U.S. persons are restricted from investing in global funds. The complete list of products they are restricted from is shown below:
What qualifies as a U.S. person?
- A U.S. citizen
- Any natural person resident in the United States;
- Any partnership or corporation organized or incorporated under the laws of the United States;
- Any estate of which any executor or administrator is a U.S. person:
- Any trust of which any trustee is a U.S. person;
- Any agency or branch of a foreign entity located in the U.S.;
- Any non-discretionary account or similar account (other than an estate or trust) held by a dealer or other fiduciary for the benefit or account of a U.S. person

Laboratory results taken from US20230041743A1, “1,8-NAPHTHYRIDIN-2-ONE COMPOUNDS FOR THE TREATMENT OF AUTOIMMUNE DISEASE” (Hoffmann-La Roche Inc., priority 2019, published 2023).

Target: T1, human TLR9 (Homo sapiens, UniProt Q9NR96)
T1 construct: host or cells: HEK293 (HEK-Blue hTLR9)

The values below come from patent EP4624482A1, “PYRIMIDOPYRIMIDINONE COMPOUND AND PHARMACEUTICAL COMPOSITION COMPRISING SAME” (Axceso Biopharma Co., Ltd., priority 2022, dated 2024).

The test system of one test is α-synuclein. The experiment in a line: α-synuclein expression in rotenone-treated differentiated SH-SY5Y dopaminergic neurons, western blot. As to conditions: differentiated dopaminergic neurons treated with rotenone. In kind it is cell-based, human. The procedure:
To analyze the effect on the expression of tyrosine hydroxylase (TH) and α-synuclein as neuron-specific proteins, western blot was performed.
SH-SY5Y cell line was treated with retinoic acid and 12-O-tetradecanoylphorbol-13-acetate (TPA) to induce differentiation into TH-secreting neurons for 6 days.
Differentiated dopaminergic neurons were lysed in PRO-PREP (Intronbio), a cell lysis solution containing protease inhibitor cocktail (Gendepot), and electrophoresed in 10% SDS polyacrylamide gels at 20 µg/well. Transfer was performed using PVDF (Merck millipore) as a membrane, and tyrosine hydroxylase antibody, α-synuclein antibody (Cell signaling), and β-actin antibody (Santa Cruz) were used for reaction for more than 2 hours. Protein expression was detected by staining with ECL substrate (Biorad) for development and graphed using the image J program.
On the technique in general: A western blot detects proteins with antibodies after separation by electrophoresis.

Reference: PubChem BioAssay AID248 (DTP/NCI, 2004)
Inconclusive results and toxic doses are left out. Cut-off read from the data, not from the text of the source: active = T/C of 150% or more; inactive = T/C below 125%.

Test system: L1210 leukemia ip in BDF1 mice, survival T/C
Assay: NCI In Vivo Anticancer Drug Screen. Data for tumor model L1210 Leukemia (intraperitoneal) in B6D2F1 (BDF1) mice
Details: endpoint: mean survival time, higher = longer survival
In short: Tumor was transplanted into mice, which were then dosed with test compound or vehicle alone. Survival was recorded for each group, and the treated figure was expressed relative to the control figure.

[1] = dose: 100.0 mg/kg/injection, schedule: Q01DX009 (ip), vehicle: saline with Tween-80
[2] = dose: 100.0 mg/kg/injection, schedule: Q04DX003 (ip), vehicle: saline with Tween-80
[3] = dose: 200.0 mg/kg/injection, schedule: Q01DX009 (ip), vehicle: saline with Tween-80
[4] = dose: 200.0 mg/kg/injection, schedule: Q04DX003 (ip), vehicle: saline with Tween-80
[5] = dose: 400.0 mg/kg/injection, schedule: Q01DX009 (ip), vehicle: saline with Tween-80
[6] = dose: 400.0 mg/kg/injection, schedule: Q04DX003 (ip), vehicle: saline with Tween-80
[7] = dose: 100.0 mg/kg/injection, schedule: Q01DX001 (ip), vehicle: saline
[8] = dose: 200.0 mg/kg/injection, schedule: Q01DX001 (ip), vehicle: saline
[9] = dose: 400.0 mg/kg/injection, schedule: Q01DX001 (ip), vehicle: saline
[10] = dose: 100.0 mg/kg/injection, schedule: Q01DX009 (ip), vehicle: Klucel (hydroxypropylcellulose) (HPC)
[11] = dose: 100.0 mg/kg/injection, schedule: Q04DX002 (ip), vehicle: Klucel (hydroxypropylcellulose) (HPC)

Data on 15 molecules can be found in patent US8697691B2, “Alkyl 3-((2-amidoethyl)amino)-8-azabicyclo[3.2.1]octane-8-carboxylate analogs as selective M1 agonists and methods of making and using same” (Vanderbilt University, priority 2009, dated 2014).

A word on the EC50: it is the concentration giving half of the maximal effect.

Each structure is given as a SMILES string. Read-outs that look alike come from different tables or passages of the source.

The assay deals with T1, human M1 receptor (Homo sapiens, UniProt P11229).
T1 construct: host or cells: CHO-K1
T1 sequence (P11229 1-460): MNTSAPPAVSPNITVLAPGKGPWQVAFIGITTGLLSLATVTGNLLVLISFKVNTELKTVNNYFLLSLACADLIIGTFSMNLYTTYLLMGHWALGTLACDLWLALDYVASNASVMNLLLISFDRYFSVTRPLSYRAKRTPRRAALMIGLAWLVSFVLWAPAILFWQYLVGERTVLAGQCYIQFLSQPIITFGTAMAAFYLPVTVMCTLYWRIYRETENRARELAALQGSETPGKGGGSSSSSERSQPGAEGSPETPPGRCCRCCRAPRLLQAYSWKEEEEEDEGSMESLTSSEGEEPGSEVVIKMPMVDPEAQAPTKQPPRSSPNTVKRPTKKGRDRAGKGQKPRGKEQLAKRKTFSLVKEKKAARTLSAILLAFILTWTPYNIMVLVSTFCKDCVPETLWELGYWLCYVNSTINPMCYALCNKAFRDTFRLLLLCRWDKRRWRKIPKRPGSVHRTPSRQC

- Any partnership or corporation if (i) organized or incorporated under the laws of any foreign jurisdiction; and (ii) formed by a U.S. person principally for the purpose of investing in securities not registered under the U.S. Securities Act of 1933, as amended (the “Securities Act”), unless it is organized or incorporated, and owned by accredited investors (as defined in Rule 501 (a) of the Securities Act) who are not natural persons, estates or trusts.
Why are U.S. persons not allowed to invest in global funds?
U.S. persons/residents are subject to the requirements of the US Securities and Exchange Commission and the Internal Revenue Service on investments outside the U.S.
Due to this, the fund providers have restricted U.S. persons as an owner of a fund.
What if I’m a dual citizen?
Dual citizens that qualify as U.S. persons/residents are subject to the same rules and restrictions from investing in global funds.
How do I sell my investments in the feeder funds?
For instructions on how to place a sell order, visit “How do I place a sell order for a fund?”.